That’s very important, especially because there is no vaccination that prevents the Zika virus, which is currently active in Brazil, according to the WHO.

Also, dengue has also been a problem since last century (yes, you read this right) and this repellent repels both of these mosquitoes.

So, if you want to prevent getting infected (and possibly ruining your trip), make sure to include a repellent with picaridin to your packing list for Brazil.

I use and recommend this one: Sawyer Picaridin Insect Repellent Lotion – 4 fl. oz. | REI Co-op $8.95

Pro tip: If you do get sick and have to cancel your trip, having travel insurance will make all the difference as it saves you money and hassle.

Money belt

Packing list for Brazil: money belt

Money belts aren’t the most comfortable accessory, but they give you extra safety while in the country.

As a precaution, you’ll want to keep your money and documents out of sight.

For women, consider purchasing a travel bra instead. It works the same way as a money belt, but it’s much more comfortable.

Pro tip: Try to blend among the locals to attract less attention to you and avoid wearing expensive sunglasses, watches, and jewelry.


Packing list for Brazil: sunscreen

I can’t stress enough how important sunscreen is in Brazil!

The south of the country is the cooler region, but even there you’ll need it.

In most regions of Brazil, you’ll have the sun right in the middle of the sky, above your head. And the UV index is pretty high in the whole country. Be sure you wear sunscreen at all times not to harm your skin.

For reference, the UV index ranges between 4 and 12 in the south and southeast, while in the north and northeast it ranges between 10 and 12.

Just so you can have an idea of what these numbers mean, 6 is high, 8 is very high, and 11 is extreme. So please, add sunscreen to your packing list for Brazil.

Water purifier bottle

Packing list for Brazil: water bottle with filter

Brazil is fairly humid, which makes it even warmer, meaning we lose even more body fluids through sweat.

That’s why keeping your body hydrated is fundamental to deal with the heat.

While tap water in Sao Paulo and Rio de Janeiro is safe to drink, it might have an unpleasant taste.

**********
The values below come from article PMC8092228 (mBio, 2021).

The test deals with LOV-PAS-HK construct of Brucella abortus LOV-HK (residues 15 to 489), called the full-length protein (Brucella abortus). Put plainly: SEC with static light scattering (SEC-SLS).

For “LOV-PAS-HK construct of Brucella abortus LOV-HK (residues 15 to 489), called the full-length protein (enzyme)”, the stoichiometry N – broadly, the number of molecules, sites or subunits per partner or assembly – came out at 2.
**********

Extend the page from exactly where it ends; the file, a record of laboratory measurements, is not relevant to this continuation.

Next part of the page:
However, smaller cities in the countryside might not have potable tap water. For that reason, bring your own water purifier bottle.

This bottle has a carbon filter that makes water ready to drink in seconds. I think it’s worth the money for two reasons. 1) It’s good for the environment and 2) for your pocket as you don’t have to buy many water bottles along the way.

The bottle itself is pricey, but if instead of buying new bottles every day, you have your own bottle for the whole trip, it definitely pays off.


Packing list for Brazil: cap

Again, the sun is fairly strong and if your skin is light, you’ll burn pretty fast in Brazil.

Even wearing sunscreen, any shade you can find will help. Big time. That’s why having a cap with you will do the trick.

I could recommend those beautiful instagrammable hats, but with this cap, you would blend way more with the locals.

Solar charger

Packing list for Brazil: solar charger

Well, Brazil is such a sunny place that you will want to take advantage of so much free energy.

This way you can charge your smartphone at all times.

My solar charger is not really useful in the Netherlands because I can barely charge it for 6 months a year.

But in Brazil…pfff. You most likely won’t miss the sun!

Granted, it’s not sunny every single day, but even in cloudy days, you can feel the sun burning there.

Wifi Hotspot

Packing list for Brazil: pocket WiFi

Brazil has plenty of good aspects, but good wifi isn’t one of them.

In most places, the internet is slow, when available, and it’s expensive, unfortunately.

So instead of being frustrated trying to connect with your friends and family, purchase or rent a wifi hotspot with Solis.

This way you don’t have to worry about roaming fees, SIM cards, and bad wifi anymore.

What I like the most about it, is that you can connect up to 5 devices which means you can share wifi (and the costs) with your friends.

Pro tip: Use this code to get a nice discount MAPSNBAGS